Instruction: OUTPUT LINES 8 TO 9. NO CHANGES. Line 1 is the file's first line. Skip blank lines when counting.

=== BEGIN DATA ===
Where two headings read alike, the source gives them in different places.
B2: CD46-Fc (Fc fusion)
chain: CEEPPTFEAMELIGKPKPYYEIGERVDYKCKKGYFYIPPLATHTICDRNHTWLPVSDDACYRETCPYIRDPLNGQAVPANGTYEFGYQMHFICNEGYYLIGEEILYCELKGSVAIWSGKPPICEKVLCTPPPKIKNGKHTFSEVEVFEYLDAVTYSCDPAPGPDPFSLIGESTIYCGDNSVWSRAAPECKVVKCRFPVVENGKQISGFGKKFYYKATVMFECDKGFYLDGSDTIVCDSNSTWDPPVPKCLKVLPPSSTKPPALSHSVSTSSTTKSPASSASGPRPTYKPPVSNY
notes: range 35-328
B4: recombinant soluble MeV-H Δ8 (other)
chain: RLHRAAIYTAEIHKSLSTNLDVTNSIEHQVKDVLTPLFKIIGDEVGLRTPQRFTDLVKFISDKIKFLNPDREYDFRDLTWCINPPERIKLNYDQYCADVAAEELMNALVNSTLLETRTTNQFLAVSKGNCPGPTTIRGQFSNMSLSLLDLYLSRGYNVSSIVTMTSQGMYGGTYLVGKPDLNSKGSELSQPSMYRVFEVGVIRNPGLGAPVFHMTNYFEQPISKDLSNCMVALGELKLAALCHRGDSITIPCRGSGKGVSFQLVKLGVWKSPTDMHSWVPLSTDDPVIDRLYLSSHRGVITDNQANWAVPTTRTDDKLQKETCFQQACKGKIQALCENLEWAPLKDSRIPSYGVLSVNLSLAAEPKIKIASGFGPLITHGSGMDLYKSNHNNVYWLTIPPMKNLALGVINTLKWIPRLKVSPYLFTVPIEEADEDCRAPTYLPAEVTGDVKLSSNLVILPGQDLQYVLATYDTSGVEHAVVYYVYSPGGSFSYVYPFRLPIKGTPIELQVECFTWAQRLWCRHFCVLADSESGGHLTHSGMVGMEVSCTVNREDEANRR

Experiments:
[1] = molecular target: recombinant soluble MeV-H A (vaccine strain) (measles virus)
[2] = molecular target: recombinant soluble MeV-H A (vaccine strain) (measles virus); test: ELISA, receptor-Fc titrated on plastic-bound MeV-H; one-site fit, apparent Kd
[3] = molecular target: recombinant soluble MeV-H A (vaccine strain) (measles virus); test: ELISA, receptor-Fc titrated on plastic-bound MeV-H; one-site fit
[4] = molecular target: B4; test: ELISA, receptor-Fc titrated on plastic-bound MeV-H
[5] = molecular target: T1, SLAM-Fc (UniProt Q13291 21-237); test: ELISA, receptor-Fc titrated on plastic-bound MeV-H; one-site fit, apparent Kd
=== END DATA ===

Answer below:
[1] = molecular target: recombinant soluble MeV-H A (vaccine strain) (measles virus)
[2] = molecular target: recombinant soluble MeV-H A (vaccine strain) (measles virus); test: ELISA, receptor-Fc titrated on plastic-bound MeV-H; one-site fit, apparent Kd